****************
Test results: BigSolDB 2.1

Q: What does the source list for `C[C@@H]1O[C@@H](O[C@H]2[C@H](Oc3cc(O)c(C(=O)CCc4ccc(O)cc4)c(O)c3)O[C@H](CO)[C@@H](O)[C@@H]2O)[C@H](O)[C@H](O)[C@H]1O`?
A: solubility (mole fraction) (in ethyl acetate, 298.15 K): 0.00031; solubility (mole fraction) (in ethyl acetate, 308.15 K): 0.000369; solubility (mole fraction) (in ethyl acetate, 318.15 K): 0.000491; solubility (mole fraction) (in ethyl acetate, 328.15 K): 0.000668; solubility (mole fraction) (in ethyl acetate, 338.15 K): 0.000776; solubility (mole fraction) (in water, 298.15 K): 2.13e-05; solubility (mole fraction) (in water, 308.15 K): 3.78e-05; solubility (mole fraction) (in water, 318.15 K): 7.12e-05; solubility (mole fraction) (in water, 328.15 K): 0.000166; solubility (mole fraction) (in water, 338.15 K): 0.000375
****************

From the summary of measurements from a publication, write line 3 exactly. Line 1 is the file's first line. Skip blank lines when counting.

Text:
A: solubility (mole fraction) (in ethyl acetate, 298.15 K): 0.00031; solubility (mole fraction) (in ethyl acetate, 308.15 K): 0.000369; solubility (mole fraction) (in ethyl acetate, 318.15 K): 0.000491; solubility (mole fraction) (in ethyl acetate, 328.15 K): 0.000668; solubility (mole fraction) (in ethyl acetate, 338.15 K): 0.000776; solubility (mole fraction) (in water, 298.15 K): 2.13e-05; solubility (mole fraction) (in water, 308.15 K): 3.78e-05; solubility (mole fraction) (in water, 318.15 K): 7.12e-05; solubility (mole fraction) (in water, 328.15 K): 0.000166; solubility (mole fraction) (in water, 338.15 K): 0.000375